D.C. Lee: 'That's no limit holdem, baby'

BY D.C. LEE: 2L COOL J

Published April 6, 2004

Last year in the World Series of Poker,
Scotty Nguyen bet $100,000 into a pre-flop raiser with nothing but
an unsuited 3-8. That’s only marginally better than 2-7
offsuit, the worst possible starting hand. As he raked in the
chips, having forced tournament professional Humberto Brenes to
fold an A-10, Scotty found the nearest ESPN camera, looked directly
into the lens and said, “That’s no limit holdem,
baby.”

D.C. Lee

Ten years ago, not many people would have predicted that ESPN
would be televising a card game. But things have changed. In 1998,
Matt Damon let the world know in the movie “Rounders”
that poker is not like other forms of gambling. It’s a
“skill game.” In 2002, Robert Varkonyi shocked the
professional cardplaying world when he won the World Series as an
amateur. Q-10, the hand that beat top professionals Phil Hellmuth
and Julian Gardner, has affectionately been called “the
Varkonyi” ever since. In 2003, Chris Moneymaker solidified
the notion that “anyone can win” when he won the
championship event and took home a cash prize of $2.5 million. He
won his seat and $10,000 buy-in by winning a $40 satellite
tournament on ultimatebet.com, an online gaming program.

These are some of reasons I started playing more seriously four
years ago, and many of you can probably relate. Names like Varkonyi
and Moneymaker have done wonders for the popularity of the game,
but being the next amateur champion is the not the only reason
people around the world are falling in love with No Limit Texas
Holdem.

The first thing you notice about No Limit Texas Holdem is that
it’s structured differently than most other games in two
important respects. First, each player at the table is dealt only
two cards, face-down. The remaining five cards are placed face-up
in the middle of the table as community cards (three on “the
flop,” one on “the turn,” and one on “the
river”). The goal is to make your best five-card poker hand
with your two down cards and the five community cards. Combine the
almost incalculable number of hands your opponents could be holding
with the second important structural difference of this game
— that you can bet any amount at any given point — and
you have a game that takes a paragraph to explain and a lifetime to
master. This is why a veteran player like Scotty Nguyen, who is
just as likely to show down “the nuts” (the best
possible hand) as he is to bluff with nothing, can bet $100,000
into Humberto Brenes with an unsuited 3-8. That’s no limit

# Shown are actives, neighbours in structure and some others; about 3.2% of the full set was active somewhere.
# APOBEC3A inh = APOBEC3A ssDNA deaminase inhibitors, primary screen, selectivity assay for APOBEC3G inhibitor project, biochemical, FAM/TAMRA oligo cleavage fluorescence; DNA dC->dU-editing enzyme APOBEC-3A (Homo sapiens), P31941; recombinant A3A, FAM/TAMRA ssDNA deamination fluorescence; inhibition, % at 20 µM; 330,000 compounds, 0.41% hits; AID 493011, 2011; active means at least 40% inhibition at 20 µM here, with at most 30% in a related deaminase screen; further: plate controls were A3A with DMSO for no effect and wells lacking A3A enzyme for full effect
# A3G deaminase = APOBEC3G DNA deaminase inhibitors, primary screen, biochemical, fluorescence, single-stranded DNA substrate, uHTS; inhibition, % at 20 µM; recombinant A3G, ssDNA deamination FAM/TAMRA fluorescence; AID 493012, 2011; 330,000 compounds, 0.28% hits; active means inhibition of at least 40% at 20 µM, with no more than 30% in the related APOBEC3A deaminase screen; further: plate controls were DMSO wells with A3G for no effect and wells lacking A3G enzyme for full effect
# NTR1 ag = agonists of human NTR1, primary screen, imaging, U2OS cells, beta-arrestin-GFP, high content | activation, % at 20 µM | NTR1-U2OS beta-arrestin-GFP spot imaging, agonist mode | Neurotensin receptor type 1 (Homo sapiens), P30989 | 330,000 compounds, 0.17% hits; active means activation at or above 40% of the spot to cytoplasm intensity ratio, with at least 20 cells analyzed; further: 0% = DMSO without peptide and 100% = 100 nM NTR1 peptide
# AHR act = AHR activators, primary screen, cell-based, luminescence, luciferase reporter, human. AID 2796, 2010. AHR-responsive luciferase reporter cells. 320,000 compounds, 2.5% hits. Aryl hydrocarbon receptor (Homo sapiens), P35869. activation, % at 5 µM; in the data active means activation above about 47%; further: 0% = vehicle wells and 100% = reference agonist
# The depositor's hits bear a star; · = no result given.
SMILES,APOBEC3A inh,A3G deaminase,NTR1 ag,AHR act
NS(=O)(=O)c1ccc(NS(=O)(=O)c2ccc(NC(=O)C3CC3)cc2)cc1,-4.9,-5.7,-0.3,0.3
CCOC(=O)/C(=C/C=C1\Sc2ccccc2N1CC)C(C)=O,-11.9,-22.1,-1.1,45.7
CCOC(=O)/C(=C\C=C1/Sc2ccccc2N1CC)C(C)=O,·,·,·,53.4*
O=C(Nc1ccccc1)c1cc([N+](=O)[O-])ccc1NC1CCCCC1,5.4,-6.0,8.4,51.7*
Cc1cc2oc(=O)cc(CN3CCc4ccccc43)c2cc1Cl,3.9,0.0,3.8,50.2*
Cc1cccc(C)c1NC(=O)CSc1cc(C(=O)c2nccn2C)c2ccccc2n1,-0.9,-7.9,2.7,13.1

holdem, baby.

The second thing you notice about No Limit Texas Holdem is that
because of its structure and because the players can agree to play
for whatever stakes they chose, it can be both fun and disturbing.
Over spring break, I played in a game at Caesar’s in
Bridgeport, Ind., during which I stood up and asked the dealer to
deal me out because I had to use the restroom. He inadvertently
dealt me in anyway, so I looked at my hole cards and found a suited
A-Q. I played the hand and won a $232 pot with a flush, ace high.
The gentleman to my right said “That was almost the most
expensive piss you ever took.” That’s the fun part.
Later that night, a gentleman across the table lost his last $120
(he was already down $380 at that point) when his pocket queens got
beat by a suited 8-9. The flop came 10-J-Q, and the turn and the
river were no help to the man with Q-Q. Still steaming from the
loss, he jacked up the table, tore his cards in half and swore off
everyone at the table. Security led him out, and the rest of us
continued playing with a new setup. That’s the disturbing
part.

On a larger scale, scenes like these have been replayed time and
time again on ESPN at the World Series of Poker. Just tune in on a
random weekday or weekend afternoon, and there’s a good
change it will be on. But, just in case ESPN decides not to run
anymore World Series reruns, and you’re looking for something
to do, I’m going to take the initiative to organize the first
annual World Series of Michigan tournament: $100 + 1 (for the
trophy) buy-in gets you 1,000 in tournament chips; no re-buys and
payouts according to number of entrants. With 100 entrants, we can
have a prize pool totaling $10,000. Interested? E-mail me.
We’ll figure it out. I’ll see you at the tables.

Lee can be reached at "mailto:leedc@umich.edu">leedc@umich.edu.